What Is Gingivitis and What Causes It?
In its mild form, gingivitis is a non-serious gum disease. Gums become red, swollen, and bleed easily, but there is usually very little or no discomfort. In some cases, a person may experience no symptoms, which is reason for concern since the condition may get worse and more serious damage can occur. Inflammation and infection caused by gingivitis can destroy mouth tissues supporting the teeth. Pockets or areas between the tooth and gum can develop, allowing bacteria to proliferate. When gingivitis is left untreated, it can progress to more serious periodontal disease, also known as periodontitis.
What Causes Gingivitis?
The primary cause of gingivitis is improper oral hygiene. When you don’t brush and floss regularly, plaque can build up. Plaque consists of food deposits, bacteria, mucus, and other matter that can build up on the visible parts of teeth. Tartar is the result of hardened plaque buildup. Gingivitis results from irritated, inflamed gums caused by this buildup. Additional potential causes include brushing teeth too roughly or using a toothbrush that is not soft enough.
In addition to poor oral hygiene, several lifestyle and health factors can increase the risk of gingivitis. These include general illness and hormonal changes caused by uncontrolled diabetes, pregnancy, or menopause. Other risk factors include:
- Crooked teeth
- Poorly-fitting dental appliances
- Broken fillings
- Genetic factors
- Smoking or chewing tobacco
- Compromised immunity (e.g. HIV/AIDS)
- Certain medications (e.g. oral contraceptives, steroids, anticonvulsants, calcium channel blockers, and chemotherapy)
As mentioned, some people do not experience symptoms until damage has been done. The following common symptoms tend to worsen as gingivitis progresses untreated.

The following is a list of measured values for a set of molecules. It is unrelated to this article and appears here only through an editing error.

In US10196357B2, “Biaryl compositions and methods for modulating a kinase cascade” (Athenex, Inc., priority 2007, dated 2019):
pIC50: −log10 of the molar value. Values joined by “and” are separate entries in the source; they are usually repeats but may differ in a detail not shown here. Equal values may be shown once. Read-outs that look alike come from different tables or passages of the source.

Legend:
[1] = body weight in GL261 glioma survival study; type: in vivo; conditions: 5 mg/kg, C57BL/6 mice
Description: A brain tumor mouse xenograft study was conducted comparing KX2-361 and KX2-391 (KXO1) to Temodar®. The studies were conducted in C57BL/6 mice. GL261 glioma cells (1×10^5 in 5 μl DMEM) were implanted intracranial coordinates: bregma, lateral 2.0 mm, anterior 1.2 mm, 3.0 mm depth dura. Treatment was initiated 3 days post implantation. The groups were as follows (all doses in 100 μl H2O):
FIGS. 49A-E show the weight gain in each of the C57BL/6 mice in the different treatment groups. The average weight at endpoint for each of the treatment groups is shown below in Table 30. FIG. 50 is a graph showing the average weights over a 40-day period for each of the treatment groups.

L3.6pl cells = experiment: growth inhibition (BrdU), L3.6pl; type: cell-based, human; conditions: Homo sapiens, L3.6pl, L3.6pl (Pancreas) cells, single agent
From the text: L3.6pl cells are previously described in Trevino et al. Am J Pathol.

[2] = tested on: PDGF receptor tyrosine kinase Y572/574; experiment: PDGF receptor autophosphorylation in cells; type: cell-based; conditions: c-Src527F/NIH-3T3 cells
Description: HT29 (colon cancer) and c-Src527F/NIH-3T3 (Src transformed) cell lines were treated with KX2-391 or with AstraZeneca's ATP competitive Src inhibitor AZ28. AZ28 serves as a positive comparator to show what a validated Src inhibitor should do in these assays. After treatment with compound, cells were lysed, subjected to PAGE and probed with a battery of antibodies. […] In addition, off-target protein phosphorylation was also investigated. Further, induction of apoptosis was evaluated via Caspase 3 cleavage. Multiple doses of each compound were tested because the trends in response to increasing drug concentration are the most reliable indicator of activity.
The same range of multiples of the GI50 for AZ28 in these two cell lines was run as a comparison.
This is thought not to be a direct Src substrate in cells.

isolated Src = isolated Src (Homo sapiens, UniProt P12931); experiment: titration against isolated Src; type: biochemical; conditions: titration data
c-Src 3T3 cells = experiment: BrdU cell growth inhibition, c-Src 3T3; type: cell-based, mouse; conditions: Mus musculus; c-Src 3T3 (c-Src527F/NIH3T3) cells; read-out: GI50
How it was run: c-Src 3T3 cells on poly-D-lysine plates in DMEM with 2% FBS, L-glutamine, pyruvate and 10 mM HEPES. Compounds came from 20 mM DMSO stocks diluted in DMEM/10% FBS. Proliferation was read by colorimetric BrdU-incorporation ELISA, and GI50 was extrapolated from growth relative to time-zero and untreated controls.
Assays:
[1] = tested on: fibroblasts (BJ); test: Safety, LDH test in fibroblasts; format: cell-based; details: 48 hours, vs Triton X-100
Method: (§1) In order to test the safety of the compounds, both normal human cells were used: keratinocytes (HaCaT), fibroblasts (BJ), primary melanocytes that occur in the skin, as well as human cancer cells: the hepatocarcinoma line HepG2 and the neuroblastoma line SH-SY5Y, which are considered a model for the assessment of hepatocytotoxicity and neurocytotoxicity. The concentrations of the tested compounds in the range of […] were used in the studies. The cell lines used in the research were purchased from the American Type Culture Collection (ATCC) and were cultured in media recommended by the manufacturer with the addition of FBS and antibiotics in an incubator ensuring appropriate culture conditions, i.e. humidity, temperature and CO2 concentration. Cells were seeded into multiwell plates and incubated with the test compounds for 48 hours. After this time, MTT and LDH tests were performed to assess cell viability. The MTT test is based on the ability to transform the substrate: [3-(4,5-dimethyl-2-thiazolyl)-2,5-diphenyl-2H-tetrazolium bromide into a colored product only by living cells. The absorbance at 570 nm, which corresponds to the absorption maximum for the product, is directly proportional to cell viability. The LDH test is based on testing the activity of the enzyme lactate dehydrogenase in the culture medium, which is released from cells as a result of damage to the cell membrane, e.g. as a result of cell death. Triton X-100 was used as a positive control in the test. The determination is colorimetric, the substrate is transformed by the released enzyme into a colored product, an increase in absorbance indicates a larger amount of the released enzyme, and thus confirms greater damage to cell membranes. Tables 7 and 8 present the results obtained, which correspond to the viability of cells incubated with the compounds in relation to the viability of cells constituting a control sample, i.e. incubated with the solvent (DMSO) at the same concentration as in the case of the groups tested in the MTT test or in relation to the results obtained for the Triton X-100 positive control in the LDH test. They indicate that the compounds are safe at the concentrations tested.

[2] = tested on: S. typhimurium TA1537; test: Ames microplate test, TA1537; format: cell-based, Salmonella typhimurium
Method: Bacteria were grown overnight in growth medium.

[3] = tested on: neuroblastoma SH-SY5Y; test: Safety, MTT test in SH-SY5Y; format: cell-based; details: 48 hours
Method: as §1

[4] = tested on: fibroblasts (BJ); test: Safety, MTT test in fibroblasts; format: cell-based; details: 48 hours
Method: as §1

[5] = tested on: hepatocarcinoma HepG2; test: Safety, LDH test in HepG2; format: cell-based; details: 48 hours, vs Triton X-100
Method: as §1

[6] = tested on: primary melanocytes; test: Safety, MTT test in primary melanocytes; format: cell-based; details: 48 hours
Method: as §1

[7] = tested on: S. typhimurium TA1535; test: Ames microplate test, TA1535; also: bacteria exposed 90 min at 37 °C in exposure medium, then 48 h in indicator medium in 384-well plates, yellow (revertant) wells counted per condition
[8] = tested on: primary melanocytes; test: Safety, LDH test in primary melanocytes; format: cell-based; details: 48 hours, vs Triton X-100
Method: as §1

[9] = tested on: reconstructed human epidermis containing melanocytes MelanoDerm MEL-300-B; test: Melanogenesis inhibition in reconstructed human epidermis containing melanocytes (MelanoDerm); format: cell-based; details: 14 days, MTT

- Red or swollen gums
- Bleeding gums when brushing teeth
- Chronic bad taste in mouth
- Halitosis (bad breath)
- A change in how teeth fit together when biting (malocclusion)
- Pus between teeth and gums
- Pain when chewing
- Sensitive teeth
- Partial dentures that no longer fit
Advanced-stage symptoms include receding gums, nerve root exposure and sensitivity, and loose teeth that may fall out. The symptoms of advanced-stage gingivitis may be a warning sign or indication of periodontitis. In order to stop gingivitis from progressing, it is important to promptly seek proper dental care.
Available treatments for gingivitis are only effective if a person adheres to the plan. Typically, a dentist will prescribe a treatment plan comprised of these elements:
- Prescription of an antibacterial mouthwash
- Strict oral hygiene regimen
- Proper brushing of teeth
- Daily flossing
- Regular dental cleanings by a professional
TheraBreath Healthy Gums Oral Rinse: This powerful mouthwash contains Cetylpyridinium Chloride (CPC), an FDA approved ingredient that helps guard against gum disease and halitosis. Regular use of this powerful rinse reverses gingivitis, stops bleeding gums, and keeps gums healthy.
TheraBreath Periotherapy Toothpaste: Fortified with zinc and xylitol, this extra strength toothpaste helps destroy bad breath bacteria and conditions gums and oral tissue.
In extreme cases, oral surgery may be required to resolve gingivitis. Knowing the warning signs and taking proper care of your teeth and gums can prevent more serious gum disease.
Please Note: The material on this site is provided for informational purposes only. Always consult your health care professional before beginning any new therapy.